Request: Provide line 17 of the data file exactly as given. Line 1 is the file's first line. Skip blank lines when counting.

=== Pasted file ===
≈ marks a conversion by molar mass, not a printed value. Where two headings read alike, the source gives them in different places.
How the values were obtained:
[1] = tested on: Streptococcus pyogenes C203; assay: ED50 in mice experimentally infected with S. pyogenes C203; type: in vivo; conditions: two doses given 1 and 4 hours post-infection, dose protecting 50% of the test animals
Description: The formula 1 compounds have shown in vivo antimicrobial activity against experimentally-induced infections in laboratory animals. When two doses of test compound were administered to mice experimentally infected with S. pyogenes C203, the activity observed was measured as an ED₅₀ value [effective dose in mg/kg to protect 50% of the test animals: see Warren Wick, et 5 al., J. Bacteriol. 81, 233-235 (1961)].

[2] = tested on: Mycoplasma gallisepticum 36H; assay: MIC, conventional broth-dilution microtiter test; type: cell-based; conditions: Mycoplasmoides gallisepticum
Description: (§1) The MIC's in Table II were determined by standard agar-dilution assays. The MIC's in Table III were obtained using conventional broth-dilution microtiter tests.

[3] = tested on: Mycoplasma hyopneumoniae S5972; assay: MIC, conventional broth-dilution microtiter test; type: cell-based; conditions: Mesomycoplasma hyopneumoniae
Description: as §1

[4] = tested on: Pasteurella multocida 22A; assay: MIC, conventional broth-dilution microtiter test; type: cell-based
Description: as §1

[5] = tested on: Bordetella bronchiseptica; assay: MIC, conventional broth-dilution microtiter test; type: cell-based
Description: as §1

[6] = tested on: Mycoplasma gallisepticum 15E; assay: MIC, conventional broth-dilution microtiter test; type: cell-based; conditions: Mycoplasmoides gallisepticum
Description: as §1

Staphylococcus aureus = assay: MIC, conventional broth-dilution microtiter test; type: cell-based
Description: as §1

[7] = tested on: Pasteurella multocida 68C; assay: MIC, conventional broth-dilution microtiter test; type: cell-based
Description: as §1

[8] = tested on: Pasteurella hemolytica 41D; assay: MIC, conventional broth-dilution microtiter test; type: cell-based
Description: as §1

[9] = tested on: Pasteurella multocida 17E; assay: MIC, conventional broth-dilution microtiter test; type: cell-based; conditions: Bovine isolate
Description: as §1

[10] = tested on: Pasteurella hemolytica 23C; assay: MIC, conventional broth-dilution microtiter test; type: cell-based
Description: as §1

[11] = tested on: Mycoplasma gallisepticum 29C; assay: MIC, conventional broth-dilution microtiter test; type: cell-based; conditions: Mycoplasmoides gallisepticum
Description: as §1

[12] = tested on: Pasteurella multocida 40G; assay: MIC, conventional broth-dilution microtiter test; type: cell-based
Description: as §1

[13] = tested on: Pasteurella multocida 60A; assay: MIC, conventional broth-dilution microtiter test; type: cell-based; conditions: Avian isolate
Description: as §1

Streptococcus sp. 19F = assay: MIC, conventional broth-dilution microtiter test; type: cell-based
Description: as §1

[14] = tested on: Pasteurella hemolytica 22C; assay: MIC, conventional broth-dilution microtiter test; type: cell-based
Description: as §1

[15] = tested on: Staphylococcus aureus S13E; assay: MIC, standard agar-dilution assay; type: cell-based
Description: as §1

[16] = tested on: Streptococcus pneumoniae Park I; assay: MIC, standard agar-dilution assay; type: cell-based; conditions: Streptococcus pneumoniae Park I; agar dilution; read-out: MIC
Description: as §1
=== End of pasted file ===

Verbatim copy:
[7] = tested on: Pasteurella multocida 68C; assay: MIC, conventional broth-dilution microtiter test; type: cell-based